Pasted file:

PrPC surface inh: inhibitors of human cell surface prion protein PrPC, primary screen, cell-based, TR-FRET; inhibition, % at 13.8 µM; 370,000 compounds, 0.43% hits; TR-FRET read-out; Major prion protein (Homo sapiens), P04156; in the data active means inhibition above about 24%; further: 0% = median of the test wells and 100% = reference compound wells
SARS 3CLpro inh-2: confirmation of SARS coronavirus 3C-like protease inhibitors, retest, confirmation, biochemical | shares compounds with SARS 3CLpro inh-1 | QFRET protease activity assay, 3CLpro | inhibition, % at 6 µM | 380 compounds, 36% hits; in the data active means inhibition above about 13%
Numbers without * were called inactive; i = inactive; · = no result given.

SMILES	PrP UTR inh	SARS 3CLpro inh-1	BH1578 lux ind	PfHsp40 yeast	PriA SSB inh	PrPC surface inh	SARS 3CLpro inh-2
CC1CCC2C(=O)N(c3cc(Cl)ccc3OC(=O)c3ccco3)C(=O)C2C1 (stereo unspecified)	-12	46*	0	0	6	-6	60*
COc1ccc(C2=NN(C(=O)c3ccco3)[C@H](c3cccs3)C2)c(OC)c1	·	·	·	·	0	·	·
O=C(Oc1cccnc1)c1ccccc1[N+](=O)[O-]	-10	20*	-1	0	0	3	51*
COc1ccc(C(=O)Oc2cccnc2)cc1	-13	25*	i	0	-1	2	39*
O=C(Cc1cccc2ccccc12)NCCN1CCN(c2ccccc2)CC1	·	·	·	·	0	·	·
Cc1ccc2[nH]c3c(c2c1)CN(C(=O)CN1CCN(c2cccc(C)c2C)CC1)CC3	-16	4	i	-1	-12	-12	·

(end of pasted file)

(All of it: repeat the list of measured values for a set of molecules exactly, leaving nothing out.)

PrPC surface inh: inhibitors of human cell surface prion protein PrPC, primary screen, cell-based, TR-FRET; inhibition, % at 13.8 µM; 370,000 compounds, 0.43% hits; TR-FRET read-out; Major prion protein (Homo sapiens), P04156; in the data active means inhibition above about 24%; further: 0% = median of the test wells and 100% = reference compound wells
SARS 3CLpro inh-2: confirmation of SARS coronavirus 3C-like protease inhibitors, retest, confirmation, biochemical | shares compounds with SARS 3CLpro inh-1 | QFRET protease activity assay, 3CLpro | inhibition, % at 6 µM | 380 compounds, 36% hits; in the data active means inhibition above about 13%
Numbers without * were called inactive; i = inactive; · = no result given.

SMILES	PrP UTR inh	SARS 3CLpro inh-1	BH1578 lux ind	PfHsp40 yeast	PriA SSB inh	PrPC surface inh	SARS 3CLpro inh-2
CC1CCC2C(=O)N(c3cc(Cl)ccc3OC(=O)c3ccco3)C(=O)C2C1 (stereo unspecified)	-12	46*	0	0	6	-6	60*
COc1ccc(C2=NN(C(=O)c3ccco3)[C@H](c3cccs3)C2)c(OC)c1	·	·	·	·	0	·	·
O=C(Oc1cccnc1)c1ccccc1[N+](=O)[O-]	-10	20*	-1	0	0	3	51*
COc1ccc(C(=O)Oc2cccnc2)cc1	-13	25*	i	0	-1	2	39*
O=C(Cc1cccc2ccccc12)NCCN1CCN(c2ccccc2)CC1	·	·	·	·	0	·	·
Cc1ccc2[nH]c3c(c2c1)CN(C(=O)CN1CCN(c2cccc(C)c2C)CC1)CC3	-16	4	i	-1	-12	-12	·